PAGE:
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June 18th, 2004 #1Registered User
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- Dec 2002
- Vancouver, WA
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Watercolor sketches (vague nudity etcetera)
These are more or less some watercolor sketches I've done, to improve my coloring ability, which was previously (very) lacking.
The first three are/were for a school project, and I don't have the originals with me, only the prints I made. So, they look worse as a picture from a print, but whatever...you get the general idea. We had to title them to. I hate titling things. Almost as much as I hate watercolors (and suck at them). So anyways, the quality (of the pictures, but especially the pictures of them, is very shaky). 1st is goauche with colored pencils, 2nd and 3rd are watercolor with colored pencils over them.
1. The Baby-Doll is Mine.
2. Texas Madonna
Ok. Good. Now I don't have to name them, and will just post sketches with watercolors (+colored pencil over them).
She was originally having sex, vaguely, but I decided that since I did it during school (art) it probably wasn't a good idea. so anyways. whatever.
Anyways, yeah. I'm still developing, obviously. Just turned 16. This site makes me depressed. Still...
Anyways, of course, critiques are really appreciated (as in, tear me up / kill my crits please)
~.cfb, proud member of the Middle Class.
Hide this ad by registering as a memberJune 18th, 2004 #2
I'm not much of a personal fan of watercolors, either. When I put paint down, I want it to stay there and not run around the paper. But that's more of a problem with my technique than with watercolors. There are some watercolor artist who do amazing work, so it can be done.
Anyway, you've got a great artistic ability. It's easy to see. You have a sense of proportion and design which is the foundation of good art, regardless of the medium. You have the vision and you make it look effortless. That's good.
The paintings are a little muddy, but you can see that already. That's the first part of getting better as an artist: seeing what's wrong. The second part is making it right. Making it right, in your case, is just technique, and that's easy to fix with patience and practice.
Don't get too frustrated with your work. You've got the talent, you just need to focus your craft. Work on your skills. I'm afraid there's no solution to that but heads-down, finger-blistering work, but if you love what you're doing, it's not work at all.
June 18th, 2004 #3
edit: I posted this reply after just looking and not reading what you had to say .cfb.
Nice. Those first three are intensely awesome. I looks like you used some sort of non-white paper for these, is that correct? And did you use watercolor pencils in part?
Well, what stands out in "baby-doll' is the blocky-ness of her hair. It looks like you used the same flat brush on the whole pic. In fact it looks like you let the width of your brush determine shadow weight instead the intensity of the light source in the pic, and speaking of which, the lighting on the doll's face is different than the lighting in the rest of the pic. From the way the star is set up in this peice you can't see the fifth point -- i.e. tell it's a star and not part of her head -- but I think you got around that quite well with the color of the star. It separates the figure from the star.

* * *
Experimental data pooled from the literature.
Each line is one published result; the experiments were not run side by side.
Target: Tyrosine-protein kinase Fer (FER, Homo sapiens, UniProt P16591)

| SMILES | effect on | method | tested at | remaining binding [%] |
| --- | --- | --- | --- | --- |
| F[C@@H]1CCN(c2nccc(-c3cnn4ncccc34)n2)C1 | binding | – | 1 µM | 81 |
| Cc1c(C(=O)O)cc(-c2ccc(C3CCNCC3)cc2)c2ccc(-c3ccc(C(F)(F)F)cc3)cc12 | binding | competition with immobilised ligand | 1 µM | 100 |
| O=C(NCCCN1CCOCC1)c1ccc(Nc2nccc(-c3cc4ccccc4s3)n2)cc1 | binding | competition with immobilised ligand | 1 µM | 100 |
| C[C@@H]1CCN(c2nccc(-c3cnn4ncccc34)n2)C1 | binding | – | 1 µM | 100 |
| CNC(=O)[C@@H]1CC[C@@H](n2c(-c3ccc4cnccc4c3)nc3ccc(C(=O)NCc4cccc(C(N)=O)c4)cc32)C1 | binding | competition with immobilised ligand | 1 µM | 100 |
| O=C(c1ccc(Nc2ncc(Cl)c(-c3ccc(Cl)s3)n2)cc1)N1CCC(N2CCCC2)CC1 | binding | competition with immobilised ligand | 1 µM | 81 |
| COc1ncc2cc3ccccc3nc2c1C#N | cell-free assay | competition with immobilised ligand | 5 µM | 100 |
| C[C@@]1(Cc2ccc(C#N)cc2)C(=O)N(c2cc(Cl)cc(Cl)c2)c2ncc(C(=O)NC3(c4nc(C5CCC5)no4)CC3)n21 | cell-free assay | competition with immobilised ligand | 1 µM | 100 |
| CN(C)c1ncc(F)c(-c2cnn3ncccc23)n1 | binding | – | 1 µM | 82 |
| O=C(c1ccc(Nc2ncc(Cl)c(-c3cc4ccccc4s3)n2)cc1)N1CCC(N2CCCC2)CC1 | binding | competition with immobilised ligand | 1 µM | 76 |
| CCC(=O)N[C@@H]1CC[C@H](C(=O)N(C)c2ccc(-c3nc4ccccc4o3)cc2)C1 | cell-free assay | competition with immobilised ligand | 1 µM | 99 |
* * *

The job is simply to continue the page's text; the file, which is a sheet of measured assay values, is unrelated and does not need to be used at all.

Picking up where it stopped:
On "Texas" I thought the halo was a sombrero at first. The halo shouldn't have a gap of gold in the middle. I don't know what's up with her arm and it looks like she's pregnant. Which she very well could be -- I realize you may have intended that for your "Madonna" -- lastly, her wrist is too small. Again, could be intended so I apologize if this is the case. What I love about this piece is the color work here. A definite step above the first. It also looks like you didn't worry about letting the colors flow out of the body at the bottom. I like that.
"mist", in my opinion up until here your work is getting better and better. What separtes this from the first two watercolors is the absence of the black lines. I can't see if you used a pencil sketch to start this one or not, but I like that all I can see is water color (and or watercolor pencil). I can see waves in her hair and the structure of her body. What separates this one from the two below it is the more sophisticated color choice -- the last two watercolors get murky. Blend too well. Also, one of the technical considerations of using watercolor, that is, crap, how do I say this... Master watercolorists use as few brush strokes as possible and let the paper come through the color. The last two watercolors cover the whole page with color; "mist" leaves portions of the page untouched. This really makes the work that much better in my opinion.
Keep with it dude, and don't let my crits discourage you. Honestly I think you can sell these. Lord knows the coffee houses down here try and sell local artists work that is way crappy in comparison to yours, for $200 a picture no less. So...
edit: hey, .cfb, thanks for posting this because my reply just made me a "swordsman"... which does not sound better than "veteran" in retrospect...
"Cowboys Never Quit" -Hank Gritt
July 21st, 2004 #4Registered User
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- Jul 2004
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the 3rd-5th i like...these show the most promise with the waterclrs (they say, hey, i don't suck at this...) i'm biased, cause i like pictures of unfrocked women...but the 3rd one i like the best...that's damn cool...i'm almost positive these three would sell like hotcakes in bulk if you got the right venue...very "hiplike"....neat imp: